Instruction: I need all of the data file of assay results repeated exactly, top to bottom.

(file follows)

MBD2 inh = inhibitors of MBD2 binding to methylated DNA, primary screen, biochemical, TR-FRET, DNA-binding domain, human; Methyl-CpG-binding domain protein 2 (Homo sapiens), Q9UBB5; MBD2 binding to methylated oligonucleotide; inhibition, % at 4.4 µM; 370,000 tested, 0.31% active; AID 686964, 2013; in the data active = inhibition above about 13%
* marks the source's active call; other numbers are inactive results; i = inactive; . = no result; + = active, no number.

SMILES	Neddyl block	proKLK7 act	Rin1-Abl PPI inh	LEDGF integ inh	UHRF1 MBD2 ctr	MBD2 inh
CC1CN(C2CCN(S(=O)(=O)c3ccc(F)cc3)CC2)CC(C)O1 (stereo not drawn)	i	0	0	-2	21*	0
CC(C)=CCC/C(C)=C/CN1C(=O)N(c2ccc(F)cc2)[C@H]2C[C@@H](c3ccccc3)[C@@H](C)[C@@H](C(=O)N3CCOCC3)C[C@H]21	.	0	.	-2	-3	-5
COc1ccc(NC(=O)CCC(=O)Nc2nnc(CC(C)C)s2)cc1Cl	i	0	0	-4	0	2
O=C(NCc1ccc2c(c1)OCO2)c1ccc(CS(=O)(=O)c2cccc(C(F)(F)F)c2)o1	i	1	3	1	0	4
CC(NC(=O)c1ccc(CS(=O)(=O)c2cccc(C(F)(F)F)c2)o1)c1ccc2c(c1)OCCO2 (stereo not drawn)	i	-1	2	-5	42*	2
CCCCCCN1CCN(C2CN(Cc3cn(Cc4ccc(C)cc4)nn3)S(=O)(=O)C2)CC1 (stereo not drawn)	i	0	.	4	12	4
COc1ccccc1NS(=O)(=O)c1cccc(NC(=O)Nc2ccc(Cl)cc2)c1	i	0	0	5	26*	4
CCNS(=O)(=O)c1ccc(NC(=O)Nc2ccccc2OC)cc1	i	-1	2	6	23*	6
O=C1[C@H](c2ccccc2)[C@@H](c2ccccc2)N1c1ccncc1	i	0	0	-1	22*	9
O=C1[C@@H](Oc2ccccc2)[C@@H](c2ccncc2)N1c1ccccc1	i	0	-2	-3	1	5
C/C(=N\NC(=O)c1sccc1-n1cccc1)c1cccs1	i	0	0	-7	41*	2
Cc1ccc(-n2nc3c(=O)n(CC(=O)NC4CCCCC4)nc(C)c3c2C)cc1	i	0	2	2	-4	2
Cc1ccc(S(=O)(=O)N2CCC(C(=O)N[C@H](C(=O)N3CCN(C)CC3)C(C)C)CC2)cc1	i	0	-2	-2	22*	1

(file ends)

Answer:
MBD2 inh = inhibitors of MBD2 binding to methylated DNA, primary screen, biochemical, TR-FRET, DNA-binding domain, human; Methyl-CpG-binding domain protein 2 (Homo sapiens), Q9UBB5; MBD2 binding to methylated oligonucleotide; inhibition, % at 4.4 µM; 370,000 tested, 0.31% active; AID 686964, 2013; in the data active = inhibition above about 13%
* marks the source's active call; other numbers are inactive results; i = inactive; . = no result; + = active, no number.

SMILES	Neddyl block	proKLK7 act	Rin1-Abl PPI inh	LEDGF integ inh	UHRF1 MBD2 ctr	MBD2 inh
CC1CN(C2CCN(S(=O)(=O)c3ccc(F)cc3)CC2)CC(C)O1 (stereo not drawn)	i	0	0	-2	21*	0
CC(C)=CCC/C(C)=C/CN1C(=O)N(c2ccc(F)cc2)[C@H]2C[C@@H](c3ccccc3)[C@@H](C)[C@@H](C(=O)N3CCOCC3)C[C@H]21	.	0	.	-2	-3	-5
COc1ccc(NC(=O)CCC(=O)Nc2nnc(CC(C)C)s2)cc1Cl	i	0	0	-4	0	2
O=C(NCc1ccc2c(c1)OCO2)c1ccc(CS(=O)(=O)c2cccc(C(F)(F)F)c2)o1	i	1	3	1	0	4
CC(NC(=O)c1ccc(CS(=O)(=O)c2cccc(C(F)(F)F)c2)o1)c1ccc2c(c1)OCCO2 (stereo not drawn)	i	-1	2	-5	42*	2
CCCCCCN1CCN(C2CN(Cc3cn(Cc4ccc(C)cc4)nn3)S(=O)(=O)C2)CC1 (stereo not drawn)	i	0	.	4	12	4
COc1ccccc1NS(=O)(=O)c1cccc(NC(=O)Nc2ccc(Cl)cc2)c1	i	0	0	5	26*	4
CCNS(=O)(=O)c1ccc(NC(=O)Nc2ccccc2OC)cc1	i	-1	2	6	23*	6
O=C1[C@H](c2ccccc2)[C@@H](c2ccccc2)N1c1ccncc1	i	0	0	-1	22*	9
O=C1[C@@H](Oc2ccccc2)[C@@H](c2ccncc2)N1c1ccccc1	i	0	-2	-3	1	5
C/C(=N\NC(=O)c1sccc1-n1cccc1)c1cccs1	i	0	0	-7	41*	2
Cc1ccc(-n2nc3c(=O)n(CC(=O)NC4CCCCC4)nc(C)c3c2C)cc1	i	0	2	2	-4	2
Cc1ccc(S(=O)(=O)N2CCC(C(=O)N[C@H](C(=O)N3CCN(C)CC3)C(C)C)CC2)cc1	i	0	-2	-2	22*	1